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Section 6: Junction Signals and Route Indicators

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Where a main signal can lead to more than one destination, the driver needs to be informed of the route that will be taken so that the speed of the train may be regulated through the junction. An indication of route may also be given in association with a shunting signal.


Routeing information was originally conveyed by having a separate signal for each route and placing them one above the other on one post. The signal for the main line was placed at the top of the post, with the other signals placed below in descending order of importance [6.1]. That arrangement was fine from the point of view of an express train driver, who knew that the top signal was the one that applied, but for drivers of other trains it could be confusing. The practice was altered such that the uppermost signal applied to the line on the extreme left regardless of its importance. The second signal from the top applied to the next line in order from the left and so on [6.2].

[6.1] Semaphore Junction Signal. *
Area: All Areas   Usage: Unknown   Status: Historical
[6.2] Semaphore Junction Signal. *
Area: All Areas   Usage: High   Status: Current
Note: The above illustrations serve only to show the positions of the signal arms. For full details of their appearance, refer to Section 2.

The Board of Trade favoured the above arrangement but, from the early 1860s, the preferred arrangement for high speed running was to place the signals side by side in an order corresponding to the direction of each route [6.3]. In some early examples, the arms of junction signals were mounted on separate posts placed on opposite sides of the railway.

The need to identify the relative importance of each route remains and can be achieved by stepping the signals in height if they apply to routes that differ in speed. The highest signal applies to the fastest route and subsequent signals on either side are progressively lower [6.4].

[6.3] Semaphore Junction Signal. *
Area: All Areas   Usage: High   Status: Current
[6.4] Semaphore Junction Signal. * Click Here for Photo
Area: All Areas   Usage: High   Status: Current
Note: The above illustrations serve only to show the positions of the signal arms. For full details of their appearance, refer to Section 2.

The distant signal on the approach to a diverging junction might also have multiple arms. These were termed 'splitting distant' signals and their distant arms were arranged in the same configuration as the stop arms of the junction signal. For example, if a splitting distant signal was provided in rear of the junction signal shown in [6.4], it would appear as shown in [6.5]. Exceptionally, distant arms could be placed one above the other on the same post [6.6]. The provision of splitting distant signals was at one time a requirement of the Board of Trade. On 17 September 1912, a derailment occurred on a diverging junction at Ditton (London & North Western Railway). The splitting distant signal was 'off' for the diverging route, but the driver had mistaken it for the straight route's distant and took the junction at too high a speed. As a result of this, from 1914 the BoT required that splitting distants should only be provided in exceptional circumstances. The last semaphore splitting distant signal, at Larbert Junction, was abolished in 2007.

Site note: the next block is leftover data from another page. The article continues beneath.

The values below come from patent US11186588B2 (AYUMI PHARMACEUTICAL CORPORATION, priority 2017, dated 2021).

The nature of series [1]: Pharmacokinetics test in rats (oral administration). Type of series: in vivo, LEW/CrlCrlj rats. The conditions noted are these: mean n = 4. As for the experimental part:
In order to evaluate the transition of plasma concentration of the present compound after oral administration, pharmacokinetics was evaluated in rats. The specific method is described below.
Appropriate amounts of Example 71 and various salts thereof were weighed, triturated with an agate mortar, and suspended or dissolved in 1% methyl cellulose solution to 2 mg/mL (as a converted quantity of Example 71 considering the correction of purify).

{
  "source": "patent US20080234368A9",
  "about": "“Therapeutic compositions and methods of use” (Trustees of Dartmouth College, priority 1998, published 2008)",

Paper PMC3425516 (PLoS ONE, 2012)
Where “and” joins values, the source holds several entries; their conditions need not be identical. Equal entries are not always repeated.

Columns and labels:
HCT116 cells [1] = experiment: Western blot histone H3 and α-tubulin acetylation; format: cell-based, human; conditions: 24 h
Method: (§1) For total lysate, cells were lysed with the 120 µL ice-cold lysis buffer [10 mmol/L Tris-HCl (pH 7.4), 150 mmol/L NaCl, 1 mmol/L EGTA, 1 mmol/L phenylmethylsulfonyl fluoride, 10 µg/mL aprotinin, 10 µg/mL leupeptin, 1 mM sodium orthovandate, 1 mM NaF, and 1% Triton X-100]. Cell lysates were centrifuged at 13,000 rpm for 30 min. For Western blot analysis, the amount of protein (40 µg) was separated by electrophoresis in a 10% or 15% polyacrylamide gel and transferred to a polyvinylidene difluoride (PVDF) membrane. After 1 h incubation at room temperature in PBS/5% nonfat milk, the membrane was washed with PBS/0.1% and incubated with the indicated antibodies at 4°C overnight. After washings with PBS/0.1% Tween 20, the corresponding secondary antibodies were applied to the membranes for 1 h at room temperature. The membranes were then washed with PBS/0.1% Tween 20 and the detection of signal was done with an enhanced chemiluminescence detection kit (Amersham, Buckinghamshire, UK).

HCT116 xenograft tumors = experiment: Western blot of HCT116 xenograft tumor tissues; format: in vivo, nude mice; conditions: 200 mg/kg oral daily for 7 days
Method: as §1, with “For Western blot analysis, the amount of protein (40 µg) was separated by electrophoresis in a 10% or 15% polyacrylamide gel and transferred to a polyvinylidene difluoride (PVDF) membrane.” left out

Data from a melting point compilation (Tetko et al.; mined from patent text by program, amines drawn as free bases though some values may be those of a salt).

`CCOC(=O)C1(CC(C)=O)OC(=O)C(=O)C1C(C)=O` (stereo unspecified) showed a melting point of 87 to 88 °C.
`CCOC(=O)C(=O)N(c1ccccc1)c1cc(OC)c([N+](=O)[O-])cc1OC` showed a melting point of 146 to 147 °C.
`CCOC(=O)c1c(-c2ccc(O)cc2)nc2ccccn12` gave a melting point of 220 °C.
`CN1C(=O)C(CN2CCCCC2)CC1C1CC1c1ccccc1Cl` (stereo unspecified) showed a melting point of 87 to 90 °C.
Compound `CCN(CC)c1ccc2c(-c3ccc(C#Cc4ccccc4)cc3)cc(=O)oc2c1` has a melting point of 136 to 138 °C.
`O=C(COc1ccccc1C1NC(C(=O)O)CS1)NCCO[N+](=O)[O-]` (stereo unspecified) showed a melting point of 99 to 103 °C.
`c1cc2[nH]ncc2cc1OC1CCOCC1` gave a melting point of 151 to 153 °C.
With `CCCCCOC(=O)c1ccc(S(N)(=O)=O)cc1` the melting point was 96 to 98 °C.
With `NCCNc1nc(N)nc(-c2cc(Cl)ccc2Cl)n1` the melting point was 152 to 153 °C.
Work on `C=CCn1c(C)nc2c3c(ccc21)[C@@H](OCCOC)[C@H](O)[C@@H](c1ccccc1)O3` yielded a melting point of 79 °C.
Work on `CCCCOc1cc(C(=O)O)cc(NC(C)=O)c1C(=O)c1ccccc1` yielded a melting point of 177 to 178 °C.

[6.5] Semaphore Splitting Distant Signal. * Click Here for Photo
Area: All Areas   Usage: High   Status: Historical
[6.6] Semaphore Splitting Distant Signal. *
Area: All Areas   Usage: Low   Status: Historical
Note: The above illustrations serve only to show the positions of the signal arms. For full details of their appearance, refer to Section 2.

If other stop signals intervened between the distant signal and the junction signal, then those signals might also be given multiple stop arms to repeat the routeing information. This practice was relatively prevalent on the Great Western Railway and the London & North Western Railway.

It was quite common in the early years for junction signals to have 'indexed' arms. These had the signal applications written directly on the front of each signal arm [6.7]. As an alternative to indexed arms, the signal applications could be exhibited on boards below each arm [6.8].

[6.7] Semaphore Junction Signal with Indexed Arms.
Area: All Areas   Usage: High   Status: Historical
[6.8] Semaphore Junction Signal with Description Boards.
Area: All Areas   Usage: High   Status: Historical

Splitting distant signals could also be fitted with indexed arms [6.9].

[6.9] Semaphore Splitting Distant Signal with Indexed Arms.
Area: Various   Usage: Unknown   Status: Historical

Shunting signals frequently had no indication of route associated with them and the same signal could therefore apply to a number of different routes. Where route indications were necessary, multiple signals could be placed side by side (and possibly stepped in height) [6.10] or stacked one above the other [6.11]. The choice generally depended on the form of signal used or the space available on site. Very occasionally, shunting signals were indexed [6.12].

[6.10] Shunting Signals side by side (and stepped). Click Here for Photo
Area: All Areas   Usage: High   Status: Obsolescent
[6.11] Shunting Signals one above the other. Click Here for Photo
Area: All Areas   Usage: High   Status: Current
[6.12] Indexed Shunting Signals.
Area: Various   Usage: Unknown   Status: Historical